Wolfgang Tillmans | Turn ordinary subjects to extraordinary photos

Wolfgang Tillmans | Turn ordinary subjects to extraordinary photos


“The true authenticity of photographs for me is that they usually manipulate and lie about what is in front of the camera, but never lie about the intentions behind the camera.”
– Wolfgang Tilllmans

Wolfgang Tillmans | Image courtesy of Forum on European Culture

Born in 1968 in Remscheid, Germany, Wolfgang Tillmans is a documentary-style photographer and the first photographer and first non-British artist to receive the Turner Prize in 2000. As an exchange student, Tillmans visited England in 1983. It was his first time to approach England youth culture and local fashion and music magazines. He came back to Germany in 1987, living in Hamburg till 1990. He then returned to England for his studies in Bournemouth and Poole College of Art and Design.

Wolfgang Tillmans in the 1990s | Image courtesy of Stuart Mentiply

After graduation in 1992, he has been moving between London and New York for several years. From 2003 to 2006, he worked as a professor at Städelschule in Frankfurt. Tillmans later was selected to serve as an Artist Trustee of the Tate Board in 2009. He became one of the members of the Akademie der Künste, Berlin in 2012. In 2013, he was a member of the Royal Academy of Arts, London. Tillmans now lives and works in Berlin and London.

Turn ordinary subjects to extraordinary photos

Tillmans’s diverse working style is inspired by the ongoing observations he makes on the surroundings and the ongoing investigations of the medium of photography during his different life stages. He thinks that ordinary becomes “extraordinary” if we spend time appreciating our surroundings. He also admits that his photography speaks much about him, but he pays closer attention to the details to make the photos speak for the viewers and their experiences too.

“Wolfgang Tillmans: 2017”, exhibition installation view, Tate Modern, London, February 15 to June 11, 2017 | Image courtesy of artist and Tate Modern

According to different sites, he likes to use unconventional photo installations to present his work. He typically uses various sizes and formats to install the photo prints under the glass, on top of the tables, or unframed and taped on walls.

From a photocopier to a digital camera

During his teenage, Tillmans always used the photocopy to reproduce and enlarge his own photos and his found pictures. For him, the photocopier served as his first “camera”. As a teenager, after a photocopier found in a copy shop from his hometown, Tillmans was curious and fascinated with the machine transforming papers with no particular value to a beautifully charged, special and precious object through the touch of a button.

Wolfgang Tillman, “Filigran III”, 2018 | Image courtesy of artist and David Zwirner

Since 18 years old, he had been using an analog 50 mm Contax SLR camera for over two decades. In 2009, he started using digital cameras. Until 2012, he has been mainly concentrating on digital photography.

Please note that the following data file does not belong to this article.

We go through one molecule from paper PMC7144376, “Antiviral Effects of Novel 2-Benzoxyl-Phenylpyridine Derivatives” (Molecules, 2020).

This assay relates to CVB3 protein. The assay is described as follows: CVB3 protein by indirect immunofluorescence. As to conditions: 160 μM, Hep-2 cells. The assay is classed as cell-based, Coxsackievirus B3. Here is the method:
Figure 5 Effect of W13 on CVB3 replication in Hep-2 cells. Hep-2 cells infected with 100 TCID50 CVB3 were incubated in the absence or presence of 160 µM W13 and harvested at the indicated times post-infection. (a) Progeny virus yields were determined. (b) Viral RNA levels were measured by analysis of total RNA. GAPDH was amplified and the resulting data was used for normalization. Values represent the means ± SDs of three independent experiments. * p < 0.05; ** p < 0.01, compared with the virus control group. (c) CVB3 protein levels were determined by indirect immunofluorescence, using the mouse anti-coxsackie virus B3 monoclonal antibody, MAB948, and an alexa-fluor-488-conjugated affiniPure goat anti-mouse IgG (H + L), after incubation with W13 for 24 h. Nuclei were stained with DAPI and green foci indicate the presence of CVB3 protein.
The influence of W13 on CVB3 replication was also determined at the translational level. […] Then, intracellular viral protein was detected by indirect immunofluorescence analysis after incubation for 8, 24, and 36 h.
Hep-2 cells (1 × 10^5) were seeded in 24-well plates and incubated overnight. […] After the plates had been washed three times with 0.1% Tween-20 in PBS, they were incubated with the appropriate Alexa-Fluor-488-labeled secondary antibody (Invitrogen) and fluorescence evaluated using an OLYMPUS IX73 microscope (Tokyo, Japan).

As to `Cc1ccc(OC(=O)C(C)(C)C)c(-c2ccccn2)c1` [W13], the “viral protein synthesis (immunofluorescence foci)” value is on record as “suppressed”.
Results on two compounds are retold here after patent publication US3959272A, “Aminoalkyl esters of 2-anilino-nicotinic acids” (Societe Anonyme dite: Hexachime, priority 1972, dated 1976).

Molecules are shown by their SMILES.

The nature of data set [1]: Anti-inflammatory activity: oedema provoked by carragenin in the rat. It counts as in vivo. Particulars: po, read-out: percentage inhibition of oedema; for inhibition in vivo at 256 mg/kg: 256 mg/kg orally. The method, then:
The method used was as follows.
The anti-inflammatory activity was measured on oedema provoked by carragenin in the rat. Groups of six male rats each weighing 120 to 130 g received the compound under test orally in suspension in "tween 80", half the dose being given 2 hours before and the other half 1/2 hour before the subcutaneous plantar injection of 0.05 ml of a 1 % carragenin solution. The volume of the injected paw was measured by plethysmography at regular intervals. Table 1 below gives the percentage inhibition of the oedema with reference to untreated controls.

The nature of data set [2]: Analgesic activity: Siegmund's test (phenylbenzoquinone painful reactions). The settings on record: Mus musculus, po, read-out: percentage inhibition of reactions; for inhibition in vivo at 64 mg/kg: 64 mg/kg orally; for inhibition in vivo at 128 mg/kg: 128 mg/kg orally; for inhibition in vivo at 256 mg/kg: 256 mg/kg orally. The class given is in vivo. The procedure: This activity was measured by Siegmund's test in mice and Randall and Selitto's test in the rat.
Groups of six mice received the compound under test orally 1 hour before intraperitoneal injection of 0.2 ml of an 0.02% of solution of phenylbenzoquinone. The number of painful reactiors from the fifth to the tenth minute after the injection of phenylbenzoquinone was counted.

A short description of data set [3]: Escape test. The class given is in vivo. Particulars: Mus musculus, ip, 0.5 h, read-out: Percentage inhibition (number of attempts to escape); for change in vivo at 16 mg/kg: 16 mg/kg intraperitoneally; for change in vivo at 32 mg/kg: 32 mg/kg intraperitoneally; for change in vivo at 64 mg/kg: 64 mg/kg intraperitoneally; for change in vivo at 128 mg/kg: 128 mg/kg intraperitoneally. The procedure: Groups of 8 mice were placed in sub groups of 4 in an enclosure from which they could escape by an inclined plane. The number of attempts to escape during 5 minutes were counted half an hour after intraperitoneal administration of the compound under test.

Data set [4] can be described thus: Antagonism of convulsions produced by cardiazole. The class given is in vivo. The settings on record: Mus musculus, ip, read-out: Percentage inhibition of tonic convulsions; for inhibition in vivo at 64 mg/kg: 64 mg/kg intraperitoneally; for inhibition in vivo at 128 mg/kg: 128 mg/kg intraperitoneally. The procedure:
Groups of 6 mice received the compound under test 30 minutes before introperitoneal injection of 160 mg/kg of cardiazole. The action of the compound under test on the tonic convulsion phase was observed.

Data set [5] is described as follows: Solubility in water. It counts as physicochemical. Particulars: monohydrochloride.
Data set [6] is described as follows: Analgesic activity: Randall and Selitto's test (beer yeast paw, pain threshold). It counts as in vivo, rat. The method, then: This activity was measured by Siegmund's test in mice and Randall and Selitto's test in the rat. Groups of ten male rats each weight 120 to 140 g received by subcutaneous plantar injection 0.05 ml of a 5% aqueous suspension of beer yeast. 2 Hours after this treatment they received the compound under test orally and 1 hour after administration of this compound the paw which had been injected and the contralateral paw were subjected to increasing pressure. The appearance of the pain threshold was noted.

Strong influences in the 90s

Tillmans is well known for his documentation on night club scenes, youth subculture, LGBTQ+ community, gender issues during the 80s and 90s. His first photo was published on i-D, a magazine from London found in 1980, recording subjects from the street and punk culture of London in the 80s to fashion and contemporary culture in recent years.

Wolfgang Tillmans,Supermarket”, 1990 | Image courtesy of artist
Wolfgang Tillmans “Lutz & Alex sitting in the trees”, first published in i-D magazine in 1992 | Image courtesy of artist and David Zwirner

The period of moving between London and New York after graduation in 1992 has the most influential impact on Tillmans’s life and work in the future. He fell in love with Jochen Klein, a German painter. They met in 1995 when they both lived in New York. In 1996, they moved to London to live together. It was a short period of being together for almost three years till Klein passed away of AIDS-related complications in 1997. A month before Klein’s death, Tillmans documented their last month in the life of Klein.

Wolfgang Tillmans, “Forever Fortresses”, 1997 | Image courtesy of artist and Maureen Paley Gallery
Wolfgang Tillmans, “17 Years’ Supply”, 2014 | Image courtesy of artist and Maureen Paley Gallery

Their period of being together was short but unforgettable. After Tillmans’s first sexual encounter at the age of 17 years old, he has big AIDS fear in his life. Tillmans is aware of the fragility of life but he still thinks that we need to celebrate and appreciate life more. Tillmans has been photographing social issues on gay parades, antiwar marches, “Black Lives Matter” and Brexit.

T-shirts designed for Wolfgang Tillmans’s Between Bridges Project | Image courtesy of Dana Lixenberg

Tillmans is a photographer motivated equally by aesthetic and political interests. After 2000, Tillmans’s diverse pictures included still lifes, sky photographs, astrophotography, landscapes, and experiments with abstract forms.

Wolfgang Tillmans, “Freischwimmer 79”, 2004 | Image courtesy of artist and David Zwirner
Wolfgang Tillmans, “Paper Drop (London)”, 2008 | Image courtesy of artist and David Zwirner